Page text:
THIS EXHIBITION HAS COINCIDED WITH THE PREMIERE OF YOUR NEW DOCUMENTARY, “THE GOSPEL ACCORDING TO ANDRE.”
I am proud the documentary opens at the same period this spring as the exhibit. Kate Novack, director, narrates brilliantly my humble beginnings in Durham, N.C. and how I soldiered through the “chiffon trenches” for decades to arrive at the heights of my career, landing at Vogue for nearly two decades. I am still aligned to Vogue as a contributing editor and consider Dame Anna Wintour a close friend. She has supported me throughout my career and I am blessed to have her [in my life]. The documentary received the Whistler prize last December at the Whistler Film Festival, as World Documentary.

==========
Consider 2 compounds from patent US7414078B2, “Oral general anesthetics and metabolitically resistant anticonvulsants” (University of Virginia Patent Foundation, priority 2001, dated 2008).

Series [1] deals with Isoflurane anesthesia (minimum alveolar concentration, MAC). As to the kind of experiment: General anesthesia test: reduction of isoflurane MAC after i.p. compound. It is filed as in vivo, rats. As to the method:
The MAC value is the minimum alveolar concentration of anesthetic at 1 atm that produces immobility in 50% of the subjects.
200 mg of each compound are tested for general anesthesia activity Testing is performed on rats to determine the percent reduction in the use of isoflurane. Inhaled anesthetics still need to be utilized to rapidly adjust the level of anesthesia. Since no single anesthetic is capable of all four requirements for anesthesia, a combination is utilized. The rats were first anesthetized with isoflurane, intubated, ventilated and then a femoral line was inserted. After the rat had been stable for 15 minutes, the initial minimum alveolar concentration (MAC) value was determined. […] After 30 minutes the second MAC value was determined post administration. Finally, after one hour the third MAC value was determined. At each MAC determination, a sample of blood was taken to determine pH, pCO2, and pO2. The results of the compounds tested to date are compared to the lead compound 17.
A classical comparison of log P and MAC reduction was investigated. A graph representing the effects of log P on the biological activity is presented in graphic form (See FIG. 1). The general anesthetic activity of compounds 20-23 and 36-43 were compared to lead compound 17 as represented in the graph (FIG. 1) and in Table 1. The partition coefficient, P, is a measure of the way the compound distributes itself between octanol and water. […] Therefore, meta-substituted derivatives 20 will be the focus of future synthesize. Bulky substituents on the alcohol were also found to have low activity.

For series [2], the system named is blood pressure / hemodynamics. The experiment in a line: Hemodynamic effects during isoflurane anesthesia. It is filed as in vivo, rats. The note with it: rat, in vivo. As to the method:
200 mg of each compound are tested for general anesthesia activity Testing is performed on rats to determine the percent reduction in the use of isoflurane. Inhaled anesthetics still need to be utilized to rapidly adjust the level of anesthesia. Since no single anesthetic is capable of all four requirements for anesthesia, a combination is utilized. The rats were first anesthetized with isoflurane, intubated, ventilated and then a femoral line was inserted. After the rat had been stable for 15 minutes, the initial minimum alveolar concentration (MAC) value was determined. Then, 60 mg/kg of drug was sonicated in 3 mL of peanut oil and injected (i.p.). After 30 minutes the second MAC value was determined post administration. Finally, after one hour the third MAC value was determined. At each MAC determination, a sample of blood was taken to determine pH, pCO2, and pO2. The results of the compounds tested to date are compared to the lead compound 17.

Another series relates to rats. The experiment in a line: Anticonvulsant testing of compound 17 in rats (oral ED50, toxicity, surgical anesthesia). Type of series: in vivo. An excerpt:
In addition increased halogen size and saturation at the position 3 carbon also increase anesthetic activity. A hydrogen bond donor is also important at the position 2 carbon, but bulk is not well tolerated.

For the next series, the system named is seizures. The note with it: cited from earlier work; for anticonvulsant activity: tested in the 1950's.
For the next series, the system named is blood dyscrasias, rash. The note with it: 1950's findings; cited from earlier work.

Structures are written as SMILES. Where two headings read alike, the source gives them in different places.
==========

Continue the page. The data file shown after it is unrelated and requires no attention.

It’s a great honor to curate this, my third exhibition since Oscar de la Renta died. I considered Oscar one of my close friends and I think of him every day as I do so many wonderful people who have passed away: Yves Saint Laurent, Diana Vreeland, Andy Warhol (who gave me my first job in fashion in 1975), and Azzedine Alaia. I am also proud of the books I published in collaboration with SCAD in Savannah, Georgia, published by Rizzoli, Little Black Dress and Oscar de la Renta: His Legendary World of Style.